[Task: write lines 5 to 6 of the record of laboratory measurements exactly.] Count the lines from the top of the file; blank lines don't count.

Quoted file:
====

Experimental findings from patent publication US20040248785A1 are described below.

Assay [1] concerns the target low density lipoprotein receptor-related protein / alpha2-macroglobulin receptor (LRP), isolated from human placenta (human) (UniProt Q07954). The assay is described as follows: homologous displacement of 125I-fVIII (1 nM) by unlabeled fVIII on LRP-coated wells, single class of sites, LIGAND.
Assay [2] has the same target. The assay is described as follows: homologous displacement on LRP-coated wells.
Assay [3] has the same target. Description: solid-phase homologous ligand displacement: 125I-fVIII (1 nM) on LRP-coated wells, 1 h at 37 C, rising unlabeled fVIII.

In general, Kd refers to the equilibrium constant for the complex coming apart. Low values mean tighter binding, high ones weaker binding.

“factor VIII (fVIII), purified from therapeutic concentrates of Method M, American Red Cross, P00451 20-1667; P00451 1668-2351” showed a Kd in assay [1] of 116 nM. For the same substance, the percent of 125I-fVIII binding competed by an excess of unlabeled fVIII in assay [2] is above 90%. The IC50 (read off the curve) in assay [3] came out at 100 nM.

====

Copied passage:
In general, Kd refers to the equilibrium constant for the complex coming apart. Low values mean tighter binding, high ones weaker binding.

“factor VIII (fVIII), purified from therapeutic concentrates of Method M, American Red Cross, P00451 20-1667; P00451 1668-2351” showed a Kd in assay [1] of 116 nM. For the same substance, the percent of 125I-fVIII binding competed by an excess of unlabeled fVIII in assay [2] is above 90%. The IC50 (read off the curve) in assay [3] came out at 100 nM.